At that point of his career, Tony Batista had done nothing to distinguish himself as a future star, and he was left unprotected in the expansion draft. The newly-created Arizona Diamondbacks selected him in the first round of the draft, with the 27th pick, on November 18, 1997. In the Diamondbacks' inaugural season in 1998, he started off as a back-up to rookie second baseman Edwin Diaz in the team's first two games, and then went 3 for 4 in his first start on April 2 against the Colorado Rockies (Boxscore). That started him on his way to be the team's regular second baseman, until he switched positions with shortstop Jay Bell over the last month of the season, as Bell no longer had the mobility to play shortstop regularly. For the season, Batista hit .273 in 106 games, with 16 doubles and 18 home runs for a solid .519 slugging percentage. He began 1999 as the team's starting shortstop and did well enough, hitting .257 with 5 home runs in 44 games, but was traded to the Toronto Blue Jays on June 12 for left-handed relief pitcher Dan Plesac.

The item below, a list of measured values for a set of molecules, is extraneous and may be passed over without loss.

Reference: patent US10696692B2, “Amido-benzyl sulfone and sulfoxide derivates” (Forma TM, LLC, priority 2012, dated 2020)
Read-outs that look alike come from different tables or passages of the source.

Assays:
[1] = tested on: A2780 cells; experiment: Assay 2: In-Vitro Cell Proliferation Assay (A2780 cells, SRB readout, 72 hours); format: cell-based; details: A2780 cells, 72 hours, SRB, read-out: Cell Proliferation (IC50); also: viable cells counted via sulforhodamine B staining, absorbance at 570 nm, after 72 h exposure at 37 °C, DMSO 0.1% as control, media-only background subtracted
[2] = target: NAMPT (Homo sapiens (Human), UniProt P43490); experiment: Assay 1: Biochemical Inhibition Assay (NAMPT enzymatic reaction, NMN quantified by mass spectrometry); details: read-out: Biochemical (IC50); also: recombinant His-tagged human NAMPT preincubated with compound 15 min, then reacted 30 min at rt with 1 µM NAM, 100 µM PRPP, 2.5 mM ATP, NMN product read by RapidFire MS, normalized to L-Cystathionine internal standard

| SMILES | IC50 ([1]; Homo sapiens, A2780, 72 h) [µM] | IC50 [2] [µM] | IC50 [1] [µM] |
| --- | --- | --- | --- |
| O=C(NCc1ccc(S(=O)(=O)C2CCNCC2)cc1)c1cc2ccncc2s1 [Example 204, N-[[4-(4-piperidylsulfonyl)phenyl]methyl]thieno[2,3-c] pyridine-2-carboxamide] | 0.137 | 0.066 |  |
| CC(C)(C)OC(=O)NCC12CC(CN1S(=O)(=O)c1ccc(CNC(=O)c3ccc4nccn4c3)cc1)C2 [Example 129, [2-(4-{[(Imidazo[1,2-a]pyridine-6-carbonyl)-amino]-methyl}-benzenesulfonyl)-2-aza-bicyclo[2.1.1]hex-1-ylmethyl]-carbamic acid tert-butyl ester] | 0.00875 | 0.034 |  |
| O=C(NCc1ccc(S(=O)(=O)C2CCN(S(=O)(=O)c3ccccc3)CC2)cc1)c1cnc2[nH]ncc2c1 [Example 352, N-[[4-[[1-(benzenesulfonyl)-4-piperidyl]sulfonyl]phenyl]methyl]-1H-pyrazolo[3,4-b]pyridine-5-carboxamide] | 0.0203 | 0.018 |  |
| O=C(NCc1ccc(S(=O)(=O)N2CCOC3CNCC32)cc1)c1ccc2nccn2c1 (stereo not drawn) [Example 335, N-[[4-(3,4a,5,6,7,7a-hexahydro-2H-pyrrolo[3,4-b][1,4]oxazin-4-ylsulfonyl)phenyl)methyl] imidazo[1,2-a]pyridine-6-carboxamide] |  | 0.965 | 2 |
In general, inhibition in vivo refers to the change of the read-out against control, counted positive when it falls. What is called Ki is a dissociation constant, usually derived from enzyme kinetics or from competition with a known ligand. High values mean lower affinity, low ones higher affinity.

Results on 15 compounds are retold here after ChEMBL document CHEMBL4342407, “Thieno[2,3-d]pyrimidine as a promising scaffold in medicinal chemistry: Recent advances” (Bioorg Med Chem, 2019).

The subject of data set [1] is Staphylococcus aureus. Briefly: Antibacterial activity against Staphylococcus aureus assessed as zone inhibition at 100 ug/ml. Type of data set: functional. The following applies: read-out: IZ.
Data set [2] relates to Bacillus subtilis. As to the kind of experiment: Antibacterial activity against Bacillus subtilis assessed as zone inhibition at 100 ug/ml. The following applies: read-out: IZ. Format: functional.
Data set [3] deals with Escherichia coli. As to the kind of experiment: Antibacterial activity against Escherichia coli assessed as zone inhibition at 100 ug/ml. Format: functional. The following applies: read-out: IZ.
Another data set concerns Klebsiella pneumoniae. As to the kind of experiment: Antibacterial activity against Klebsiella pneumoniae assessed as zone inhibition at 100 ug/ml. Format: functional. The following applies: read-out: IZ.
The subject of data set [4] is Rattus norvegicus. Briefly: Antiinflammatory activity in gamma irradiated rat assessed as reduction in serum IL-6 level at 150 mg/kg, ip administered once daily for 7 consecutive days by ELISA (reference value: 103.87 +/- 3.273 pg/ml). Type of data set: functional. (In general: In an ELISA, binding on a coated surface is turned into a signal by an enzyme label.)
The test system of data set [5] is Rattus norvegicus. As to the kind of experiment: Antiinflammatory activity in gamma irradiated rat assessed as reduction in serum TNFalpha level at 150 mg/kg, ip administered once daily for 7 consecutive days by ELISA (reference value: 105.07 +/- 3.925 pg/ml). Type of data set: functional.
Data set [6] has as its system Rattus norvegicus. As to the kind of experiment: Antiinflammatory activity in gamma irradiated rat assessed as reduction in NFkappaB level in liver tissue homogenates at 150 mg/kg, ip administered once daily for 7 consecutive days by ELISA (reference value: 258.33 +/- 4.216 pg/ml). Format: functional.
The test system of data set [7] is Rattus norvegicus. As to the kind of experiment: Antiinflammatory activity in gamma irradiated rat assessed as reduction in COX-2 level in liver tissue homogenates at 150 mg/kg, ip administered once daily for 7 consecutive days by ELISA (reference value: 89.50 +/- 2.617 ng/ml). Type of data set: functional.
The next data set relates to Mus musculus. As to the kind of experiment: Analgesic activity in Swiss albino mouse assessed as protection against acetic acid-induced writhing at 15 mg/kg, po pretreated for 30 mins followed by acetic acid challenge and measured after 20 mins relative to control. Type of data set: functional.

In terms of talent, the Blue Jays made out like thieves in this trade - Plesac was 37 years old and had become an unremarkable specialist reliever in his later years, while Batista was a 25 year-old power hitting middle infielder coming into his prime. The thoroughly unremarkable, if slicker fielding, Andy Fox took over for him as Arizona's shortstop while Batista moved on to Toronto where he started every game at shortstop for the rest of the schedule and hit 26 home runs and drove in 79 runs in 98 games only. In one of his patented hot streaks, he drove in 17 runs in his last 11 games, including a grand slam against Mike Jackson of the Indians in his last at-bat of the season on October 3 (Boxscore) to reach an even 100 RBIs. He moved to third base in 2000 and did even better, slugging 41 home runs and driving in 114 runs with a .263 average, earning him his first trip to the All-Star Game. In a little under two seasons, he had also set Blue Jay team records for most home runs in a season by a shortstop and by a third baseman.